WASHINGTON — US Transport Secretary, Pete Buttigieg, announced on Tuesday that the July 1 deadline for airlines to retrofit aircraft with new sensors to address potential 5G interference remains unchanged, despite warnings of travel disruptions from airlines struggling to meet the deadline. 

Telecom companies had previously delayed their 5G rollout to allow airlines more time for adjustments.

The C-Band spectrum, used for 5G in the US, has raised concerns among aviation companies and the Federal Aviation Administration (FAA), who fear it could interfere with aircraft altimeters that measure a plane's height above the ground. The International Air Transport Association (IATA) claims the deadline could lead to travel disruptions during the peak northern summer season, with supply chain problems making it unlikely for all planes to be retrofitted by the deadline. Retrofitting costs are estimated at US$638m.

IATA's Nick Careen argued that airlines were not at fault for the situation, attributing it to poor government planning and coordination. On Tuesday, the FAA also proposed new rules for nearly 20,000 Boeing aircraft worldwide due to potential 5G interference. These regulations would require updated flight manuals, prohibit certain landings, and introduce new landing and approach procedures.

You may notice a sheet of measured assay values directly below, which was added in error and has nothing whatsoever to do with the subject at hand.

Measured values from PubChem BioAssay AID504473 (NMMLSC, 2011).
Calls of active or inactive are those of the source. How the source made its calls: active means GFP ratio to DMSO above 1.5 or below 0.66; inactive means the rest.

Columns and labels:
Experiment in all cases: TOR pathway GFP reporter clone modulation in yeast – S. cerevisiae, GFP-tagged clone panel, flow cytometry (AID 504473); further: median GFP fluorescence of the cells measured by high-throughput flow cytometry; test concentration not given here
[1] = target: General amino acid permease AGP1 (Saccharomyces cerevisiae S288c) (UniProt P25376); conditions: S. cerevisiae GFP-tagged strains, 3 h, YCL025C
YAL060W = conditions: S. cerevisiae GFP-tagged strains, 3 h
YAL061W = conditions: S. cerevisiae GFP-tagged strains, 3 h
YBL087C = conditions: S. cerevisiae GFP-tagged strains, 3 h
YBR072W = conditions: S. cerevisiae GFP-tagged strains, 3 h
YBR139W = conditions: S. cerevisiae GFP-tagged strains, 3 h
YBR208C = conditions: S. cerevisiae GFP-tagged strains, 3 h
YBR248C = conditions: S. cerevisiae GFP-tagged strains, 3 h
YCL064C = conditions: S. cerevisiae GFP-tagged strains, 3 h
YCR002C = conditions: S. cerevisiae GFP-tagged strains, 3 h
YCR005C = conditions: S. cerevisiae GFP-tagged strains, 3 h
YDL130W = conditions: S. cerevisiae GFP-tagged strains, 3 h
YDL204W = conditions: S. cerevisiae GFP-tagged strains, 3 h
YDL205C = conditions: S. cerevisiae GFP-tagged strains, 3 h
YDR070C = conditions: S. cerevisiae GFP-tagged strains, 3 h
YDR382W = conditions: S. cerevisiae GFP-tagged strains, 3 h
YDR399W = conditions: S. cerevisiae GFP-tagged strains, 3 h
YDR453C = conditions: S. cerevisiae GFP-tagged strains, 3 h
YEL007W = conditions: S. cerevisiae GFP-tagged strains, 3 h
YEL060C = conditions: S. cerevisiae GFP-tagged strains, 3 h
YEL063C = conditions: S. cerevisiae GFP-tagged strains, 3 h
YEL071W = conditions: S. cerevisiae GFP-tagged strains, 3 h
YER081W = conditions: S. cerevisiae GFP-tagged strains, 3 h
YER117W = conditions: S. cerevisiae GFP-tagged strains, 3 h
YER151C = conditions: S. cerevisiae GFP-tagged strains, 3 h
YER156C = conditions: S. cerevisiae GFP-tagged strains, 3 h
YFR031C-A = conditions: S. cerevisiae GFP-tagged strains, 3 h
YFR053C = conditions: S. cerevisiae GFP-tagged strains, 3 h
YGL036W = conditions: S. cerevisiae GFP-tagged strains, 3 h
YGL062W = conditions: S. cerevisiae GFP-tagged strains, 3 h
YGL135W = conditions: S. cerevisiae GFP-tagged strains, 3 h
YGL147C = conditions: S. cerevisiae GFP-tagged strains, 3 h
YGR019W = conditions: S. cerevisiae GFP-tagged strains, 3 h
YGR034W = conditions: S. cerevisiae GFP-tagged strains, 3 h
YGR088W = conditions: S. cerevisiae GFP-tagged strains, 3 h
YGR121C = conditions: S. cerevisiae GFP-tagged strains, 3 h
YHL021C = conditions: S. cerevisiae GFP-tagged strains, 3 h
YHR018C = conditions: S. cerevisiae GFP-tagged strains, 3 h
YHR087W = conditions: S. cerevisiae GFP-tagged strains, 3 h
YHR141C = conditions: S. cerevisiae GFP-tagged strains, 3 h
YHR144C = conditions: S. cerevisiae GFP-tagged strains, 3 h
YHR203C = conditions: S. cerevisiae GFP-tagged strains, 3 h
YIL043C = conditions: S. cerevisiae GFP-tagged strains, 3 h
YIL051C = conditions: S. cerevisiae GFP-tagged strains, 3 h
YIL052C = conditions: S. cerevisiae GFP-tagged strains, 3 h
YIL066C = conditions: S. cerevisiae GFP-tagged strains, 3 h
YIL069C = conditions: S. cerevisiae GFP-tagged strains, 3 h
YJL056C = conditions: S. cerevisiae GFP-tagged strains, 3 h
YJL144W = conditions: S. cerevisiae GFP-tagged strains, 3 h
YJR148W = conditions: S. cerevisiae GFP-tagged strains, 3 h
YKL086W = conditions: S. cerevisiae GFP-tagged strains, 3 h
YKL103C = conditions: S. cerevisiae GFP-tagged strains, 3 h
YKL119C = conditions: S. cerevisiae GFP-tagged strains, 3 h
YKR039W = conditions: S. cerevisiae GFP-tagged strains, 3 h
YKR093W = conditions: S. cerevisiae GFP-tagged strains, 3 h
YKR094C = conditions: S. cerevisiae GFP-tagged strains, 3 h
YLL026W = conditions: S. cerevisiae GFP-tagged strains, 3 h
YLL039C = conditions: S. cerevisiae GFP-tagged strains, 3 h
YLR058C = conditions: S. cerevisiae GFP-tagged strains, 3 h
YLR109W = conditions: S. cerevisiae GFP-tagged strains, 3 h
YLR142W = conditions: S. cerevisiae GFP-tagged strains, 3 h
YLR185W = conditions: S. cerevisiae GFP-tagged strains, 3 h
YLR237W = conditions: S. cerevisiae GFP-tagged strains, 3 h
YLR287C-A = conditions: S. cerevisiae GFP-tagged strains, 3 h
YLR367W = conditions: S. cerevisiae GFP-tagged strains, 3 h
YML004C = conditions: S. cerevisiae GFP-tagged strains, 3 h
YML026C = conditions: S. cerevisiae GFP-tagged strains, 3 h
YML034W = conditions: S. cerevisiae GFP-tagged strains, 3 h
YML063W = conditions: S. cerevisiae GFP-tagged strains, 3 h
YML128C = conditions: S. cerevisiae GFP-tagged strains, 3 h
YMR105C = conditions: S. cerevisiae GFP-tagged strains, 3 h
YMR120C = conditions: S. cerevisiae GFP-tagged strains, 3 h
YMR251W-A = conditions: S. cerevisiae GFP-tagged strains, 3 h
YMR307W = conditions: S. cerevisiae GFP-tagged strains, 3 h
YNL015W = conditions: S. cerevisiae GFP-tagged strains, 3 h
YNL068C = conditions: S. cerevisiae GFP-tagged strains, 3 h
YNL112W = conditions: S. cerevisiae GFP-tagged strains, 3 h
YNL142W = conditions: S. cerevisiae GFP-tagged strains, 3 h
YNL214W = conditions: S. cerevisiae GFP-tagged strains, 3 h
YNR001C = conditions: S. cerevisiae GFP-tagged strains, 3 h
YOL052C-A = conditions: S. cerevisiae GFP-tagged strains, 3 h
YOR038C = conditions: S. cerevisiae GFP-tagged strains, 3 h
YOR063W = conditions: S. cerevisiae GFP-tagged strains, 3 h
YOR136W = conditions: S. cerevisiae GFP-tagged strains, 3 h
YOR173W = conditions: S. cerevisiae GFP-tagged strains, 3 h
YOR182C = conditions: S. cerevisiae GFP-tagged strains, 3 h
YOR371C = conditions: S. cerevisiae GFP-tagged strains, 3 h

Boeing is collaborating with suppliers, regulators, airlines, and telecom companies to ensure long-term stability and minimize operational restrictions, according to a company spokesperson. The Radar Altimeter, a critical instrument for safety and navigation in various types of aircraft, operates in the 4.2 to 4.4 GHz band and is at risk of harmful interference from 5G base stations and user equipment operating in the 3.7–4.2 GHz frequency band, as per a 2020 study by the Radio Technical Commission for Aeronautics (RTCA). The interference could result in the loss of radar altitude information or the generation of incorrect radar altitude data.